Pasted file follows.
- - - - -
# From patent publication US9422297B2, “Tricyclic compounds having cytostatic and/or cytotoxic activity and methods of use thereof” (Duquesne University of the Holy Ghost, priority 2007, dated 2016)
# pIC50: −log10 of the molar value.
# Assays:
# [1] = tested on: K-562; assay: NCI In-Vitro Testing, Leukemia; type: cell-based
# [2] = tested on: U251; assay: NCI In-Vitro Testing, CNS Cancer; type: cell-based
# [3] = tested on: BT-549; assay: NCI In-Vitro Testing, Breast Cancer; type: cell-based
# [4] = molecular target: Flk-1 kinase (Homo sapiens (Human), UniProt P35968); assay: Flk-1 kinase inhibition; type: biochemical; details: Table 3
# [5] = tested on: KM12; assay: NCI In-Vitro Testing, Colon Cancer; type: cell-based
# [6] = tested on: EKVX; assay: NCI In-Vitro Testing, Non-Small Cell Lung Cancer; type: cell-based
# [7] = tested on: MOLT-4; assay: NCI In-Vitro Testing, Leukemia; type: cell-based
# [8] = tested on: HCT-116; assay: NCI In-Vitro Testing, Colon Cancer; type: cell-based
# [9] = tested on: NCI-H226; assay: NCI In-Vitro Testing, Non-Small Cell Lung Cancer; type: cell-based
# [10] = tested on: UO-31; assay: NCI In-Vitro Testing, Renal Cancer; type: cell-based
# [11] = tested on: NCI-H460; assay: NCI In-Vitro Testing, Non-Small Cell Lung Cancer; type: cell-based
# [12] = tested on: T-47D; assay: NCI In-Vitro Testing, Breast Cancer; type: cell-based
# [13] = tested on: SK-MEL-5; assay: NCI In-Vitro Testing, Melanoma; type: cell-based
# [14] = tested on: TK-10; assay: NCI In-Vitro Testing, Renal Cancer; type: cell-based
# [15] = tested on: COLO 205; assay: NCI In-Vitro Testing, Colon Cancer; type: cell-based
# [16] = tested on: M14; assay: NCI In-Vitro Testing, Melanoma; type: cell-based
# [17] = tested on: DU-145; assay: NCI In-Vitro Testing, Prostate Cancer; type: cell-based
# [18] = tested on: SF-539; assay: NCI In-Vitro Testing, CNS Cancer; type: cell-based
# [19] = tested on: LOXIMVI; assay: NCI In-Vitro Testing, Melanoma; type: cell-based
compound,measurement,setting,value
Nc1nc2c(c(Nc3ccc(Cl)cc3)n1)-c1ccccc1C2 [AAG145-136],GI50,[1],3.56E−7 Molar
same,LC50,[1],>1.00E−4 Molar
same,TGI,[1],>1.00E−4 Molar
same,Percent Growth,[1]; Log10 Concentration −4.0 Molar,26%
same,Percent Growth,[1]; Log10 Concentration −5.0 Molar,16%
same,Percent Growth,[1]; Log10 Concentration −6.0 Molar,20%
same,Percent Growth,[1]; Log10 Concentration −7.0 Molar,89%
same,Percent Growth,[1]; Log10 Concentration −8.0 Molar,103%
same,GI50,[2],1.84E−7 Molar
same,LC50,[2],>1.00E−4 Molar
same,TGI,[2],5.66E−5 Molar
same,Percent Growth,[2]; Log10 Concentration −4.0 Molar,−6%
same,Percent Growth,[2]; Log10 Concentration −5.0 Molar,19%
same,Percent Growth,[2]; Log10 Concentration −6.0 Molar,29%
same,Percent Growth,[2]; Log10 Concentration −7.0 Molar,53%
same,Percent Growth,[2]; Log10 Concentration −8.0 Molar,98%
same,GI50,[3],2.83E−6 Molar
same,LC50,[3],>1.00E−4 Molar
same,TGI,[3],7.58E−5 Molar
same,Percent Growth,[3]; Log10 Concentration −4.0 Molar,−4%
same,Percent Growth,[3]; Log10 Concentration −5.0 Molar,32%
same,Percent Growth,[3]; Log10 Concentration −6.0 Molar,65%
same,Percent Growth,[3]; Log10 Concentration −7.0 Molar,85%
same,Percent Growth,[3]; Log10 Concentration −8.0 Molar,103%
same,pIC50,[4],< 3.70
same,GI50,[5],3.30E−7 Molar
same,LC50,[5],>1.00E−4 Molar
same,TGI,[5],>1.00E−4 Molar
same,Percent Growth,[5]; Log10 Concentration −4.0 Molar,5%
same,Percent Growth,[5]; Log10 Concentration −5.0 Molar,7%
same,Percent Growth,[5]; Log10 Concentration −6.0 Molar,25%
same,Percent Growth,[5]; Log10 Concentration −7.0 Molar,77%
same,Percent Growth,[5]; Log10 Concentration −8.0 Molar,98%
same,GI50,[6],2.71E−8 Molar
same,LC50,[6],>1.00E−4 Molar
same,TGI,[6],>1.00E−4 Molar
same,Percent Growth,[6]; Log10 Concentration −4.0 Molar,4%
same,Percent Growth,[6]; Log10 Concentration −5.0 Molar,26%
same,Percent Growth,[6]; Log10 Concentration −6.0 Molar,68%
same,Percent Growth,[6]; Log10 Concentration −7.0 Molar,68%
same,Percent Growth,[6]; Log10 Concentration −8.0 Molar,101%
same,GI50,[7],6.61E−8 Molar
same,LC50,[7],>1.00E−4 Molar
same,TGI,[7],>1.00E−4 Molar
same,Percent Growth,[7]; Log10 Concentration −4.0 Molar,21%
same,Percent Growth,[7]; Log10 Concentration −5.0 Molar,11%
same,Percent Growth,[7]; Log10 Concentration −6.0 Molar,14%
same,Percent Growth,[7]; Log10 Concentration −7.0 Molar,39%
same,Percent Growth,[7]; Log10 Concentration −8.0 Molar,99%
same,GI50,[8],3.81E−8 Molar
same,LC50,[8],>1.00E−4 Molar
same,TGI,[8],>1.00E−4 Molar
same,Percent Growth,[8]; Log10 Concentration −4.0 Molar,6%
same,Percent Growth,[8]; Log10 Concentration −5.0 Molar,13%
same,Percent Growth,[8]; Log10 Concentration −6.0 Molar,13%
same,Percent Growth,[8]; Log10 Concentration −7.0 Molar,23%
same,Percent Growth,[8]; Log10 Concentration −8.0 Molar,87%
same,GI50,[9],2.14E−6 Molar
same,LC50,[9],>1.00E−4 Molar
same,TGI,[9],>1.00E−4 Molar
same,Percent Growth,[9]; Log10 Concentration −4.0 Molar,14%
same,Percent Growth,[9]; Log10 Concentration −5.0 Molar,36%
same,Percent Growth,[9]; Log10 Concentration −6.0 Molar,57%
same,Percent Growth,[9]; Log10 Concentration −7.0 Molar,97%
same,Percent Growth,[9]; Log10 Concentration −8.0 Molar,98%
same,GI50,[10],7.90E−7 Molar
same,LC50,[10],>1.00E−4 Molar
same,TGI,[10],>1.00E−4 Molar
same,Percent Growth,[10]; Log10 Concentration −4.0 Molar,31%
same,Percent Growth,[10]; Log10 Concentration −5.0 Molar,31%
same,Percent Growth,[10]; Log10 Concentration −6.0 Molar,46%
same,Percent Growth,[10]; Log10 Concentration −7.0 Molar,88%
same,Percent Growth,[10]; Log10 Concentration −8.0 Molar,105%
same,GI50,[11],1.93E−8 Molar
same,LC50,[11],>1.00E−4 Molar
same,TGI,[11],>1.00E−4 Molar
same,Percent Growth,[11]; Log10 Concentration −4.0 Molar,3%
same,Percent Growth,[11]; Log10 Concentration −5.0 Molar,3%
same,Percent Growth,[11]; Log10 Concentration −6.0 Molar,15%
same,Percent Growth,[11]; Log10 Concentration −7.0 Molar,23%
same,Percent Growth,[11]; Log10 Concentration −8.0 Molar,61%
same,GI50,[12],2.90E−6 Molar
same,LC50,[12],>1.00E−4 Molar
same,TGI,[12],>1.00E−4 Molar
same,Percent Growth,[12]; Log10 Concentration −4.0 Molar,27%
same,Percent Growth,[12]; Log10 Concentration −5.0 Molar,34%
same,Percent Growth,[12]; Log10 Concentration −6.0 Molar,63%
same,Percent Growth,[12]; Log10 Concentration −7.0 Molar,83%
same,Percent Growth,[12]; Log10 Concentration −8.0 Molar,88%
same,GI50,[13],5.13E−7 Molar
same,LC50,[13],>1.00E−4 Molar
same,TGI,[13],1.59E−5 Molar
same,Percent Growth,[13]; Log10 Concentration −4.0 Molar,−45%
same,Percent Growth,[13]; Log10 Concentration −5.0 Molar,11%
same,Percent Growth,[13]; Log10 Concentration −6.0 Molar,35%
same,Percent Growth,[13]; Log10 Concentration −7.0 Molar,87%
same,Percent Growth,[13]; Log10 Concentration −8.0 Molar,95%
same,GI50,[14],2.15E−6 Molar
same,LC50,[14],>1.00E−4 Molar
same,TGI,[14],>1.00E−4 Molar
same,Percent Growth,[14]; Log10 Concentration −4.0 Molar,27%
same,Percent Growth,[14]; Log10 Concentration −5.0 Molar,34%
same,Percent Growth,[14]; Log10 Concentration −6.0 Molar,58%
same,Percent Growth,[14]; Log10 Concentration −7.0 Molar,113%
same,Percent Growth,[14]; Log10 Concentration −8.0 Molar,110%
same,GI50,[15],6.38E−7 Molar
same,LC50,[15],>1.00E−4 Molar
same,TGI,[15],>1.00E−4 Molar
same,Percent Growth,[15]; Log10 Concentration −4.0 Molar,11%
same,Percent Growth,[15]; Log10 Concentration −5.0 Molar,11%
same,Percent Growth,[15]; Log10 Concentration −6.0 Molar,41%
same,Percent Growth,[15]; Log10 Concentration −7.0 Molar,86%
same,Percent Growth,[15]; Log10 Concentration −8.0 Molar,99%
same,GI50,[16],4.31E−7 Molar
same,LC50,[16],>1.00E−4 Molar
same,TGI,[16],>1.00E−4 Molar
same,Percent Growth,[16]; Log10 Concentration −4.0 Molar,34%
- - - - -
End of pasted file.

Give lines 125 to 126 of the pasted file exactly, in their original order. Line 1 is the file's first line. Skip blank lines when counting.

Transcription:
same,Percent Growth,[14]; Log10 Concentration −5.0 Molar,34%
same,Percent Growth,[14]; Log10 Concentration −6.0 Molar,58%